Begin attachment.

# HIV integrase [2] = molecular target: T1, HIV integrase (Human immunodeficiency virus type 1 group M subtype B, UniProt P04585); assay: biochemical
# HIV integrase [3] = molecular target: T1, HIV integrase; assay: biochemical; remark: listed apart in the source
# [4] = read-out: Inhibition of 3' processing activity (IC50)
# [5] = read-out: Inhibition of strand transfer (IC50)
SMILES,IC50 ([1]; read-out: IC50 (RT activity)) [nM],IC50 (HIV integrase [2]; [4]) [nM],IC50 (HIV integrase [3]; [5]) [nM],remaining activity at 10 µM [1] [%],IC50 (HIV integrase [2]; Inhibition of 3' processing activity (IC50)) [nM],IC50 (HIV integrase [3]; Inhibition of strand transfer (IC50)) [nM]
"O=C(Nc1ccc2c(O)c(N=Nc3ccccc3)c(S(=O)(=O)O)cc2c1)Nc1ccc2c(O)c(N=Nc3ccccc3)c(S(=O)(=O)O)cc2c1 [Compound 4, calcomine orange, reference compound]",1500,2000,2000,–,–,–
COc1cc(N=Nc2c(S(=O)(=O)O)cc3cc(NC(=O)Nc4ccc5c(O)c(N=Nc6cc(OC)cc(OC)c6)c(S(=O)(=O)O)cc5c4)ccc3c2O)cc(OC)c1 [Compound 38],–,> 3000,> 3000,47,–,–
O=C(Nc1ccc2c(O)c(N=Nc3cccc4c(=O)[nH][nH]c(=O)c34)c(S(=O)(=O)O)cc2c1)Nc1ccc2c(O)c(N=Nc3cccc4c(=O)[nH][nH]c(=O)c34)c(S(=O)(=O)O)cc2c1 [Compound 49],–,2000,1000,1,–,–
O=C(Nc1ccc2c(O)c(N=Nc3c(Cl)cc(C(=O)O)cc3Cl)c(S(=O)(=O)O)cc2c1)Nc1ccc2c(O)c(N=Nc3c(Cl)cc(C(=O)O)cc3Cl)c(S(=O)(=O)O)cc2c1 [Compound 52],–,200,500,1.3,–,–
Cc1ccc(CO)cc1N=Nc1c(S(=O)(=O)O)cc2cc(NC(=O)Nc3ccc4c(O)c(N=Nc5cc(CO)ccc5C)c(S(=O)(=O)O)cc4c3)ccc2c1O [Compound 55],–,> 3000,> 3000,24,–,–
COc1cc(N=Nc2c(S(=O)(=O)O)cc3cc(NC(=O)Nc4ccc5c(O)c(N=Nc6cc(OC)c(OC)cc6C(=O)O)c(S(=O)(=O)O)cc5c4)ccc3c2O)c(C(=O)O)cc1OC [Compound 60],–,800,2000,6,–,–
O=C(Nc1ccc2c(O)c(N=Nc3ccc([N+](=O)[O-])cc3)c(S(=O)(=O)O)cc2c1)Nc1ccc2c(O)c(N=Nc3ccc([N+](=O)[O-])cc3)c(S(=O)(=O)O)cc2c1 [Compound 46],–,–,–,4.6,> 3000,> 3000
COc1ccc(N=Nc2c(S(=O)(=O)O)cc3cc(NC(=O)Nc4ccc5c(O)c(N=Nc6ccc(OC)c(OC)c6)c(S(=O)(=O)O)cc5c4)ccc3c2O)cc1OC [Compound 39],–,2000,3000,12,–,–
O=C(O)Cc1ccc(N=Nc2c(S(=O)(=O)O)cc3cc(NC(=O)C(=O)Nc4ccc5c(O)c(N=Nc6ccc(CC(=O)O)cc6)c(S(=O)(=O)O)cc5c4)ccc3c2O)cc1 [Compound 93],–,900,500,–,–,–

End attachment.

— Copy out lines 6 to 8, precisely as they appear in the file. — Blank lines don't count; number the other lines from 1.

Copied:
"O=C(Nc1ccc2c(O)c(N=Nc3ccccc3)c(S(=O)(=O)O)cc2c1)Nc1ccc2c(O)c(N=Nc3ccccc3)c(S(=O)(=O)O)cc2c1 [Compound 4, calcomine orange, reference compound]",1500,2000,2000,–,–,–
COc1cc(N=Nc2c(S(=O)(=O)O)cc3cc(NC(=O)Nc4ccc5c(O)c(N=Nc6cc(OC)cc(OC)c6)c(S(=O)(=O)O)cc5c4)ccc3c2O)cc(OC)c1 [Compound 38],–,> 3000,> 3000,47,–,–
O=C(Nc1ccc2c(O)c(N=Nc3cccc4c(=O)[nH][nH]c(=O)c34)c(S(=O)(=O)O)cc2c1)Nc1ccc2c(O)c(N=Nc3cccc4c(=O)[nH][nH]c(=O)c34)c(S(=O)(=O)O)cc2c1 [Compound 49],–,2000,1000,1,–,–